Continue reading "Are Invisible, Primordial Black Holes Harboring Dark Mass of the Universe?" »
New research shows that the Milky Way's supermassive black hole fueled a massive fiery pageant of activity including the sustained emission of some of the highest energy radiation in the universe when a smaller black hole from another galaxy smashed into it a few million years ago --a blink of the eye in cosmic timescales.
Continue reading "Milky Way Apocalypse! Did a Small Black Hole Crash Into the Core Supermassive Black Hole a Few Million Years Ago? " »
Using the Chandra data, the flow of hot gas toward the supermassive black hole at the center of a large galaxy known as NGC 3115, which is located about 32 million light-years from Earth. A large amount of previous data has shown material falling toward and onto black holes, but none with this clear a signature of hot gas.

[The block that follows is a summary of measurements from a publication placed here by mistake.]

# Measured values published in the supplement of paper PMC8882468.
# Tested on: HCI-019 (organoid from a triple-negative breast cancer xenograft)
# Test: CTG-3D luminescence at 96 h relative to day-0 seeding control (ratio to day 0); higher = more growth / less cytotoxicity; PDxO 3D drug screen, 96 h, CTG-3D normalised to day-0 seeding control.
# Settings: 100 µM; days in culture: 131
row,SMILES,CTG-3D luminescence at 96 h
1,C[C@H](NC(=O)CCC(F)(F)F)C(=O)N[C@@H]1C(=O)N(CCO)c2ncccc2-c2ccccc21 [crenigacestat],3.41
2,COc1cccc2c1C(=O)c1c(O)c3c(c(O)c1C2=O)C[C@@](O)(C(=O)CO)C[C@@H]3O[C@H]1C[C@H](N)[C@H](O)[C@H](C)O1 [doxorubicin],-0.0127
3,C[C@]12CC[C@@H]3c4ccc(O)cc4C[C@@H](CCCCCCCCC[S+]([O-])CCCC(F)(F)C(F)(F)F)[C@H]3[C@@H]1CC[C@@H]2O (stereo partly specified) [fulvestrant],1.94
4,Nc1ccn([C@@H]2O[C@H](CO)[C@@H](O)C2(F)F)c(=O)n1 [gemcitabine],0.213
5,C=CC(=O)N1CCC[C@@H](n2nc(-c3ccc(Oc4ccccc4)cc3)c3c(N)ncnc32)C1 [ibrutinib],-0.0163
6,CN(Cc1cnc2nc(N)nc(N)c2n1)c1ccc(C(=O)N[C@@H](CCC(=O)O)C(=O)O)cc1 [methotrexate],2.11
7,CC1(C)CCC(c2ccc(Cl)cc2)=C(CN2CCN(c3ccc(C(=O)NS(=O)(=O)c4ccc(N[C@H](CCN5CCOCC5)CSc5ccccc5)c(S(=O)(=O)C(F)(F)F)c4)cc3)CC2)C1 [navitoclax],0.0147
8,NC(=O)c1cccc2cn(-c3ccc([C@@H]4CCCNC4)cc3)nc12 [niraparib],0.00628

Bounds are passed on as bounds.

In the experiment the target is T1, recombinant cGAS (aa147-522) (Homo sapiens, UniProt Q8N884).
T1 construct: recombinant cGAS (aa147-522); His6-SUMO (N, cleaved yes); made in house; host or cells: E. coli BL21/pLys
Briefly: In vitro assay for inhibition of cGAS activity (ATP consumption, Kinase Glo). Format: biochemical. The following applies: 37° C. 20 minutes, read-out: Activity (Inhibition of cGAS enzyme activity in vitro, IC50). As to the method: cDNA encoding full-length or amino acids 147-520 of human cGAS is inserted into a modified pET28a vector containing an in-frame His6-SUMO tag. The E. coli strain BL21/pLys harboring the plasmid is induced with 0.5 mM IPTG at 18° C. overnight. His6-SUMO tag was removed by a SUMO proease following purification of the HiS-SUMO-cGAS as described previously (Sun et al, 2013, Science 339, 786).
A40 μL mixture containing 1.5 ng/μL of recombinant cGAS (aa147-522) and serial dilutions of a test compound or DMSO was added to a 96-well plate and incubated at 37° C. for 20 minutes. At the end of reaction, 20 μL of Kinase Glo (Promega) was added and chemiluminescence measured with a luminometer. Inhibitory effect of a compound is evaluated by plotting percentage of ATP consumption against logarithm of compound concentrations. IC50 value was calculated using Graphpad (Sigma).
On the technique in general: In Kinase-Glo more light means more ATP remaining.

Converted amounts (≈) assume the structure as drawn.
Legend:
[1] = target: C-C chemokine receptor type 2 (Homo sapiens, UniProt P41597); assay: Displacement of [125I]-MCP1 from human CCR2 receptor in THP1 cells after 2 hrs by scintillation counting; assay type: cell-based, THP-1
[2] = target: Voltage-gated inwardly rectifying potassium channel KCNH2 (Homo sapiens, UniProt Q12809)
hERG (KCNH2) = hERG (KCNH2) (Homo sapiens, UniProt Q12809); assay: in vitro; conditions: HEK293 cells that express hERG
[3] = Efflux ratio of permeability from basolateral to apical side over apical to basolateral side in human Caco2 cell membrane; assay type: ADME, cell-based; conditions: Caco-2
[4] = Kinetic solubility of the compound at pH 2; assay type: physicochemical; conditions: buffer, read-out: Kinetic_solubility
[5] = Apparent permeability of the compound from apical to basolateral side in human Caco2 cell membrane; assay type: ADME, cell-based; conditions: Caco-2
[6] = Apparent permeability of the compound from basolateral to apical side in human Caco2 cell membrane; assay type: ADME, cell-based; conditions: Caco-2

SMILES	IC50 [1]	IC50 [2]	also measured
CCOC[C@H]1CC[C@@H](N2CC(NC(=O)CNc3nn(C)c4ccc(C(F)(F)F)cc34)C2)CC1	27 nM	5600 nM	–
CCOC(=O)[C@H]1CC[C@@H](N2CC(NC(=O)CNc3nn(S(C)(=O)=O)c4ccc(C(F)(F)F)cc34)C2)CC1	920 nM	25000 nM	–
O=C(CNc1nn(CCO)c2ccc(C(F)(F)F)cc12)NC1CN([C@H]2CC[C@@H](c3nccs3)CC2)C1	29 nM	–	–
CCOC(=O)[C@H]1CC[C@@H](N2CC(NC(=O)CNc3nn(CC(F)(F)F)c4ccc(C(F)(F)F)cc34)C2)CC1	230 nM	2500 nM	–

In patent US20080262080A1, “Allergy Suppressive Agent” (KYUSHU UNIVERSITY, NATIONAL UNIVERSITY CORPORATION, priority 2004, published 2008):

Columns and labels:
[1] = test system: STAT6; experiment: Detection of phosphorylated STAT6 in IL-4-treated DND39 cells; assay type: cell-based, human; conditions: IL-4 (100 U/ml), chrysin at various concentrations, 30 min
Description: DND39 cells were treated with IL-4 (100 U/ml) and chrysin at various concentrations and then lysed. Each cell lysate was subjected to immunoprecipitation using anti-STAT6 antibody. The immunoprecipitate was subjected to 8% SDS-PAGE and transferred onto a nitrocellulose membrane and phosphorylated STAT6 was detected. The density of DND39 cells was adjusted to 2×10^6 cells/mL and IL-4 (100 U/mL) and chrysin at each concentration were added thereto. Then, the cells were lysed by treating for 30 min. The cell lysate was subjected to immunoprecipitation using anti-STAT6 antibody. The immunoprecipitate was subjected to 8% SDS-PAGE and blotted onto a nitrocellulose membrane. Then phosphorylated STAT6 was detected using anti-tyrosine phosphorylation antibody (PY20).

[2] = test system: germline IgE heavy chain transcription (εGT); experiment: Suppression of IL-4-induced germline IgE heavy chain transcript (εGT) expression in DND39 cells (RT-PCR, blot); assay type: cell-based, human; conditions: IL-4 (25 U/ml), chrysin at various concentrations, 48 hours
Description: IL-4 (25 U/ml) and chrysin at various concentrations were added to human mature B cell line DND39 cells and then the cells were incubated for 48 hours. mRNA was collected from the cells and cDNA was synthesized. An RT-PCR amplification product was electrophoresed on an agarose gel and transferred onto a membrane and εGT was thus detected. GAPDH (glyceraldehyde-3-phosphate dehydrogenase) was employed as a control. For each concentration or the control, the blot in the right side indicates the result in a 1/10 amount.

This is the first time that clear evidence for such a flow has been observed in any black hole. The new Chandra data also supports the previous optical observations that suggest that NGC 3115’s black hole has a mass of about two billion times that of the Sun. This would make NGC 3115 the host of the nearest billion-solar-mass black hole to Earth.
Continue reading "Found! Voracious Black Hole 2 Billion Times Size of the Sun" »
Astronomers Bania and Loren Anderson of the Astrophysical Laboratory of Marseille in France have discovered about 450 hidden stellar nurseries in the Milky Way where rare colossal stars many times bigger than the sun are being born. The discovery doubles the number of known sites in the northern reaches of the galaxy where massive stars are born, said Tom Bania of Boston University, who estimats that there could be another 4,000 or so fainter massive-star birth regions awaiting discovery throughout the galaxy.